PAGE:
It's easy to see the downsides in such a skill set. If you're going fast, you make mistakes (which commenters graciously point out with vim and vigor). You do not independently verify everything you write about. You do not develop the same basic skillset as a reporter. Scoops are not your holy grail. Plus, because you are fundamentally in the distribution game, you get to know the icky quantified insides of web ecology and psychology a bit too well.
But what about the good stuff? Surely, the best of the aggregators out there are learning some fascinating things about how to be good online and all of them are training themselves into certain habits of thought. Our own Rebecca Greenfield mentioned this to me this morning when she read about Fareed Zakaria's liberal take on sourcing quotes in his book. As told to the Washington Post:
"As I write explicitly [in the book], this is not an academic work where everything has to be acknowledged and footnoted," his said. The book contains "hundreds" of comments and quotes that aren't attributed because doing so, in context, would "interrupt the flow for the reader," he said.
He compared his technique to other popular non-fiction authors. "Please look at other books in this genre and you will notice that I'm following standard practice," he said.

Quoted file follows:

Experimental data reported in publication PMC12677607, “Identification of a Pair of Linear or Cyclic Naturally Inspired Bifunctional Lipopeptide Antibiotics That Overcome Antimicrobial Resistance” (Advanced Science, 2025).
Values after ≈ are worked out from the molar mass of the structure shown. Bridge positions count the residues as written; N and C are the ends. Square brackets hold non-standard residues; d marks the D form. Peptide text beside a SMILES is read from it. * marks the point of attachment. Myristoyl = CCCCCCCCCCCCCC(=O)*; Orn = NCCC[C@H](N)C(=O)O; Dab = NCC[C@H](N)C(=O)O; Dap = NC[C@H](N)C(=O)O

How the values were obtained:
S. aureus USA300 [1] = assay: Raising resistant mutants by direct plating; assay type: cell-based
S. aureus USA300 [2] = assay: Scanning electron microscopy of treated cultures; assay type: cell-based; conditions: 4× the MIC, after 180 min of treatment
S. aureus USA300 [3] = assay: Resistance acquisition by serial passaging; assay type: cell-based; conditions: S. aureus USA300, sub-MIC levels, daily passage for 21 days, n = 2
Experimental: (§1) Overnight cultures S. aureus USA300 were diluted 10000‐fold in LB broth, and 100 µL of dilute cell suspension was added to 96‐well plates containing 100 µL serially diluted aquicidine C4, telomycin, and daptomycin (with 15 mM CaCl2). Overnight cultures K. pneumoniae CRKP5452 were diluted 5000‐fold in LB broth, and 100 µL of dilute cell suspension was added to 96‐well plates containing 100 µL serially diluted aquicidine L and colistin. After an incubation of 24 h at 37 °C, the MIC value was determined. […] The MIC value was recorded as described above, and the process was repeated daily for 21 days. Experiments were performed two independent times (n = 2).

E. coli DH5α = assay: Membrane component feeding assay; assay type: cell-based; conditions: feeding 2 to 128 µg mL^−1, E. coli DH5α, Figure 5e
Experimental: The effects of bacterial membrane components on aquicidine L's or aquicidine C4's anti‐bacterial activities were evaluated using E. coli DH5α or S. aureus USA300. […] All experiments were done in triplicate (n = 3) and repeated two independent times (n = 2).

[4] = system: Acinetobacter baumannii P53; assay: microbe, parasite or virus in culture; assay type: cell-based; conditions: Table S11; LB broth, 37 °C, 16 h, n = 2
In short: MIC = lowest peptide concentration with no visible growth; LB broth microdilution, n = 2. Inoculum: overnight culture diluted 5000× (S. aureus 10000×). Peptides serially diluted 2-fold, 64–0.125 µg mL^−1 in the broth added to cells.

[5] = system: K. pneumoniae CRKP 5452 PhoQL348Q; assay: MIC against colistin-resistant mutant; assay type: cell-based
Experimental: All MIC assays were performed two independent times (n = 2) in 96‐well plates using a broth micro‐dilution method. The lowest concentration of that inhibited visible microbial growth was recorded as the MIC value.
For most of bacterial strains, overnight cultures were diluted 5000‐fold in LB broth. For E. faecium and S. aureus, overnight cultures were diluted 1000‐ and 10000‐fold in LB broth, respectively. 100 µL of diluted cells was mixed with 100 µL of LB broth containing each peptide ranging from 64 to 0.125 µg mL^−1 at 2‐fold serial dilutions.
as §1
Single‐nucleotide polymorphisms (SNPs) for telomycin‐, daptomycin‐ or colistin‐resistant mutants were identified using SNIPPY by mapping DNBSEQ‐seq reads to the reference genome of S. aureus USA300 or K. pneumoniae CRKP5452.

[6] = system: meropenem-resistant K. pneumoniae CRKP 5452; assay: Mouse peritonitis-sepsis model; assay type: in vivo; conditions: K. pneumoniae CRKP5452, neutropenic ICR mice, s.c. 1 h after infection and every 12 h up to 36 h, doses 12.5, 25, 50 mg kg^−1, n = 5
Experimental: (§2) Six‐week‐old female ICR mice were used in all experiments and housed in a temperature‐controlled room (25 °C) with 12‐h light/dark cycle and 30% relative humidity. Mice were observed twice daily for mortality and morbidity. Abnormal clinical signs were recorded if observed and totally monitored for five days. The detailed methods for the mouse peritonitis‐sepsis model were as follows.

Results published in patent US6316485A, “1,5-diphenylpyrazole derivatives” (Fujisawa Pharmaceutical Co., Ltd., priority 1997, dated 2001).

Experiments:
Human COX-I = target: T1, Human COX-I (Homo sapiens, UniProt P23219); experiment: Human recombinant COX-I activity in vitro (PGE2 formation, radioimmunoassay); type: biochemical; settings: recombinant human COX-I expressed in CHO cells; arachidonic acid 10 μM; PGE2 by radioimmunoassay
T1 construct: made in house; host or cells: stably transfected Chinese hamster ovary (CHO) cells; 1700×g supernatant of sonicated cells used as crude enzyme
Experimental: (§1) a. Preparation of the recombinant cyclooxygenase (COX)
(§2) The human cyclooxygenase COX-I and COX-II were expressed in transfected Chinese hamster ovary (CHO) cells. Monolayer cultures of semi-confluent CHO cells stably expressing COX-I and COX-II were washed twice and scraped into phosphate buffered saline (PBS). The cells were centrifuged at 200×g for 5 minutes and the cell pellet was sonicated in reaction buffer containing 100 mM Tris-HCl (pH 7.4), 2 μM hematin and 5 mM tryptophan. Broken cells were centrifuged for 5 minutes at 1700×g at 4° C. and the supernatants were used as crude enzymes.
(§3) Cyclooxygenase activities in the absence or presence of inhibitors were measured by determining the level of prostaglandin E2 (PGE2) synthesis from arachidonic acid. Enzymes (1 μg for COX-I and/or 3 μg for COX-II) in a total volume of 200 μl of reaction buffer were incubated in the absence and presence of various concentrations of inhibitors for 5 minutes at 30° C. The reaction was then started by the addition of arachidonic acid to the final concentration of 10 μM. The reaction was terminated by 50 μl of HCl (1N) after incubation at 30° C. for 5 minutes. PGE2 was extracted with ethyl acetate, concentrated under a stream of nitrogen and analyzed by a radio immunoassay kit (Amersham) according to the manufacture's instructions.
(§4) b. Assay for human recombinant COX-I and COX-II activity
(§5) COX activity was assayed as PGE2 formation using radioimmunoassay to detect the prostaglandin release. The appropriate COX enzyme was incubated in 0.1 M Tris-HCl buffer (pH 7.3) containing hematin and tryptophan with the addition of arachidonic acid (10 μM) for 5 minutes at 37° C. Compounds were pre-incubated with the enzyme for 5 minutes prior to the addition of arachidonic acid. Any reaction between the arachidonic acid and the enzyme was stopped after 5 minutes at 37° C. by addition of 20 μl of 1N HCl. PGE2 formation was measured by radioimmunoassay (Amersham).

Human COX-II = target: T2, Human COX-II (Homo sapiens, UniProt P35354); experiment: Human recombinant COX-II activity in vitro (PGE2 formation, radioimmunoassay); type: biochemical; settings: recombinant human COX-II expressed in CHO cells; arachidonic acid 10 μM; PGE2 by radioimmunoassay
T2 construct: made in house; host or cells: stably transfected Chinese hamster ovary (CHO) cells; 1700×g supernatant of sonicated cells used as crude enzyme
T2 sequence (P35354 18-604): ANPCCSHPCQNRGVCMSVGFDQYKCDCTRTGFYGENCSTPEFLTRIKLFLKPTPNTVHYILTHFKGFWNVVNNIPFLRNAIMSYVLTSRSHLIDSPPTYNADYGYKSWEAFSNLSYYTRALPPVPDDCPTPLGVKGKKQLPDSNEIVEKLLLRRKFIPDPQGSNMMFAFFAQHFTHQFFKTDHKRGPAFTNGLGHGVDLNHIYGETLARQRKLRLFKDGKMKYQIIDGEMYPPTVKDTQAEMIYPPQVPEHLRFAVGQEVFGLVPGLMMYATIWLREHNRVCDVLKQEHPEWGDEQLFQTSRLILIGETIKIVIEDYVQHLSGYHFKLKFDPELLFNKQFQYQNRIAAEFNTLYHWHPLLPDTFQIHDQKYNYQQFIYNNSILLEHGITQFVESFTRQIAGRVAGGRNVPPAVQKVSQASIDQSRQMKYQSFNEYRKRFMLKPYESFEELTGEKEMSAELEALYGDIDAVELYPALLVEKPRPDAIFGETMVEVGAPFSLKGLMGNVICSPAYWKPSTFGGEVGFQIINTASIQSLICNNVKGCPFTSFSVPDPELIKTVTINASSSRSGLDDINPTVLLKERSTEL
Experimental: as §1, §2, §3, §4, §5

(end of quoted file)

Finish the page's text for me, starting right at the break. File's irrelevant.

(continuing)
Let's put aside the assertion that people do not attribute quotes they did not hear with their own ears in any way in popular non-fiction books as a matter of debate (and annoyance to those of us who did labor at putting in hundreds of end notes).
"On the web, we're a lot of things, but you would never lift a quote and not provide a link or a source. It's just bizarre," Greenfield said to me. "Maybe it has to do with the idea that you would so obviously be caught, but it's also just how the job works."
An unsourced quote might pop up on Tumblr, but it would not happen with pro aggregators. Why? First, there are the ethical norms. Second, you'd get caught, by your commenters if no one else. But third -- and I'd argue most importantly, half the value the aggregator is providing is the quote and the other half is where it came from; a bunch of unsourced quotes would just not generate much interest or traffic. You think I'm kidding? Look at Gawker's top stories today. Every one of them (I clicked on a dozen) contains a source link and attribution. Same goes for The Wire.
Counterintuitively, we're training our aggregators to recognize the value in other people's work (and brands). We're telling them, "You're as good as the people you link to."
And that's the opposite of how print editors have traditionally thought. It's an enduringly great attribute of print magazines that they rigorously fact-check their writing. But references to other publications are regularly stripped out of text headed to publication whenever possible at every magazine I know of. And man, how many bloggers out there have written a great story only to see the Wall Street Journal (or the Times or Newsweek, etc) rip off the idea and execution without so much as a hat tip?* If that's your journalistic upbringing, of course you wouldn't worry about using an uncited quote here or there.